Screens start opening in May and usually run through September or October. : Best places to eat in Athens in Seeing a performance here will be a highlight of your trip, but there's plenty of free things to do and see as well, including meandering through the stunningly beautiful Stavros Niarchos Park. Deed to showcase Mediterranean flora, the gently sloping gardens are the perfect spot to relax and take in the views and cooling sea breezes. Athenians don't wait until the weekend to head out to catch up with friends, they spend their days under the shade of orange trees nursing coffees and conversations for hours.

By day, the leafy central neighborhoods of Pangrati and Exarhia are packed with locals spilling out from kafeneions Greek cafes and into the streets, philosophizing a favorite activity of any Greekplaying backgammon on marble table tops and sipping slowly on a cuppa.

On Saturdays, central Athens throngs with shoppers looking for a bargain at the huge Monastiraki Flea Marketwhich takes place between the Monastiraki and Thisseio neighborhoods. Here, traders open up their second-hand stores to flog a jumble of flea-market finds, vintage clothing and oddities ranging from vintage magazines punctuated with bold Greek lettering to mid-century furniture and strange bric-a-brac. Athens is getting increasingly well known for its art scene.

From not-for-profit galleries like CheapArtAthens to well-established commercial galleries like The Breeder and the newly-opened Goulandris Foundationthe city's creative side is thriving. Add to that a flurry of international artists who have moved to the city and set up spaces like Kypseli Print Studio — a print screening studio which hosts workshops for people of all abilities — and Haus Na creative hub for new installations and works by young Greek artists, and it's easy to see the landscape changing for the better.

Try and catch its ceremonious changing of the guard. Two guards are always in residence here, dressed in traditional evzones costume, a tasseled fez hat, thick kilt and stockinged legs with pom-pom shoes. In summer, the customary get-up gets so hot that these guards have to be dabbed at with tissues, as they are unable to move from their positions protecting the Tomb of the Unknown Soldier. Escaping the heat of the city is easy in Athens: Just head to the beach.

In the sweltering summer months, take the A1 tram to the Palaio Faliro neighborhood for a palm tree-lined promenade and a soft, sandy beach. Further along the Apollo Coast are the more upmarket southern suburbs of Glyfada and Vouliagmeni, with no shortage of luxury beach clubs should you want a full day off from sightseeing.

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Out of season, Vouliagmeni has a burgeoning surf scene. At the foot of Filopappou Hill, this 16th-century church may not be the oldest in Athens, but it is certainly one of the loveliest, with a heavy timber roof, marble floors and the permanent scent of incense.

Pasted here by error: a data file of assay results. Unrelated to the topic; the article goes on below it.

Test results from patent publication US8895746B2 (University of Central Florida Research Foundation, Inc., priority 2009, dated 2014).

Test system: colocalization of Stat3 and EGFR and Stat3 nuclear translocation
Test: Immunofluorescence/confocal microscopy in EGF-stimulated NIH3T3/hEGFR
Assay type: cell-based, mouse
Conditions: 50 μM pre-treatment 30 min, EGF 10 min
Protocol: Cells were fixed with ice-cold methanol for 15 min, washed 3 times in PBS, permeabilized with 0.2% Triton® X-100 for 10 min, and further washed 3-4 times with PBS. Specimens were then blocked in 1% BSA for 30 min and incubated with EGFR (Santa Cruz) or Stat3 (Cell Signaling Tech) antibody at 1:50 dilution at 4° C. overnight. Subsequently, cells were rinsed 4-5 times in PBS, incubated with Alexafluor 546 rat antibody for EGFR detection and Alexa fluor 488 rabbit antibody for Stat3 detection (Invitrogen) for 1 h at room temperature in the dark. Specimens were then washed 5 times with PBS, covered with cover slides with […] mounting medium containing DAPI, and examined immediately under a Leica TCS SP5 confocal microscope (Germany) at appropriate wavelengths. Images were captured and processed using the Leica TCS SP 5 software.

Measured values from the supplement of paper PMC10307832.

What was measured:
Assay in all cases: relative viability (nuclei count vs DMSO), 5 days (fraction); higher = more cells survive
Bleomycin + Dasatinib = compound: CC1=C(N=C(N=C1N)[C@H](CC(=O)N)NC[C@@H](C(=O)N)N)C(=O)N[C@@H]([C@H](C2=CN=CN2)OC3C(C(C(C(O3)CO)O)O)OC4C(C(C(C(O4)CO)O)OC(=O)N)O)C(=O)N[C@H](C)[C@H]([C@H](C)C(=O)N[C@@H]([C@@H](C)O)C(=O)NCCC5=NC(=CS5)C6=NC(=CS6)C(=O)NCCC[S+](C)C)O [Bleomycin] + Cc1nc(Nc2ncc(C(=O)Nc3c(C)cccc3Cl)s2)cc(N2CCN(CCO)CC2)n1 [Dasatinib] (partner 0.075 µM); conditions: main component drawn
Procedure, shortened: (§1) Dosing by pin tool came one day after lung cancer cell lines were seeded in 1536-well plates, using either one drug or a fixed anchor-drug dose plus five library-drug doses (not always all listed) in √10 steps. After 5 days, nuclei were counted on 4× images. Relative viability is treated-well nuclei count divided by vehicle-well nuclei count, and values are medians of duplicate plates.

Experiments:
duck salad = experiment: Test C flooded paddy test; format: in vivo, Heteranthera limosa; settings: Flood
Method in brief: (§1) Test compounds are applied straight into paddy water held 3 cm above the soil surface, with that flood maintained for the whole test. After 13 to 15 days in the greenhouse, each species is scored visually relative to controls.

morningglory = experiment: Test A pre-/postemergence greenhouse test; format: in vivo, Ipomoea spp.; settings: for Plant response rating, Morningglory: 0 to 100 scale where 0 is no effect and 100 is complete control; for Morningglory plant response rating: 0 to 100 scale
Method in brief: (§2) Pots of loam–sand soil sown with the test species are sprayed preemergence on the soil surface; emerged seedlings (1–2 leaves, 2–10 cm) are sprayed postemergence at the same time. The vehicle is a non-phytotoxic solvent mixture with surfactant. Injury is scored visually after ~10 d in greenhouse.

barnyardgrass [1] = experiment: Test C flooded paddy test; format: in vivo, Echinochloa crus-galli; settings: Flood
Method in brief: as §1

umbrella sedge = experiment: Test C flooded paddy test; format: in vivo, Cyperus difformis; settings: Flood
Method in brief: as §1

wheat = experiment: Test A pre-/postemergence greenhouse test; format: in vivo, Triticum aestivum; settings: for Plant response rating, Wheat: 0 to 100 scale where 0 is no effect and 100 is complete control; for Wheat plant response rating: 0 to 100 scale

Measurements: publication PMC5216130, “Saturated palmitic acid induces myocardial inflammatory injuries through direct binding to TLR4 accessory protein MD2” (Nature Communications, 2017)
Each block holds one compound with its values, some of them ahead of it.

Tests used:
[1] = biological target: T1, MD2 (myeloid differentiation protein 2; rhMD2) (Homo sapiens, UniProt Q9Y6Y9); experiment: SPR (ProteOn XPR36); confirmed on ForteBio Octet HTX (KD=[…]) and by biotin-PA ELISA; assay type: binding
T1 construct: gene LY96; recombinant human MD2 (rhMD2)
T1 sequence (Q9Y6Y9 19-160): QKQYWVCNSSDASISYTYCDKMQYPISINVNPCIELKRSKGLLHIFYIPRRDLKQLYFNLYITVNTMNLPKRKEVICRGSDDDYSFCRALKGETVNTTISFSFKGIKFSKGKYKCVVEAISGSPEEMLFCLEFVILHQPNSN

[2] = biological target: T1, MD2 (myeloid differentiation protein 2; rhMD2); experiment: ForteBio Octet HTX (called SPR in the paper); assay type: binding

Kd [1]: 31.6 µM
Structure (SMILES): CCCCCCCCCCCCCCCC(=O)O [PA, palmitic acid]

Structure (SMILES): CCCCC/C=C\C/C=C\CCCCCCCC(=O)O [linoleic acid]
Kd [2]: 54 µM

A great fresco of St Dimitrios, astride his horse in a pose copied from ancient images of Alexander the Great, adorns the interior. The churchyard, with its wooden gate and bells, conjures Japan — a touch by modernist architect Dimitris Pikionis. Pikionis also applied his precise style to the restoration of the back exterior wall, a delightful piece of stonework. Inthe church was the site of a reported miracle. The Turks, ensconced on the Acropolis, prepared to fire a cannon on worshippers gathered in the church, but the gunner was killed by lightning, saving the congregation.

Hence its name, Loumbardiaris 'of the cannon'. With its rows of white Pentelic marble seats built into a ravine next to Ardettos Hill, this ancient-turned-modern stadium is a draw both for lovers of classical architecture and sports fans who can imagine the roar of the crowds from millennia past. A ticket gets you an audio tour, admission to a tiny exhibit on the modern Olympics mainly eye-candy games posters and the opportunity to take your photo on a winners' pedestal.

The stadium — built in the 4th century BC and restored for the first modern Olympic games in — was first used as a venue for the Panathenaic athletic contests. It's said that at Hadrian's inauguration in ADa thousand wild animals were sacrificed in the arena. Later, the seats were rebuilt in marble by Herodes Atticus. : The best free things to do in Athens. You may also like: First time Greece: top 10 experiences The 10 best museums in Athens Seven great day trips from Athens. Get more travel inspiration, tips and exclusive offers sent straight to your inbox with our weekly newsletter.

Anastasia Miari. Lonely Planet Editors. Introducing Greece. Share this story:. Places from this story Athens Greece City. Greek Islands Greece Region. View more. Related content.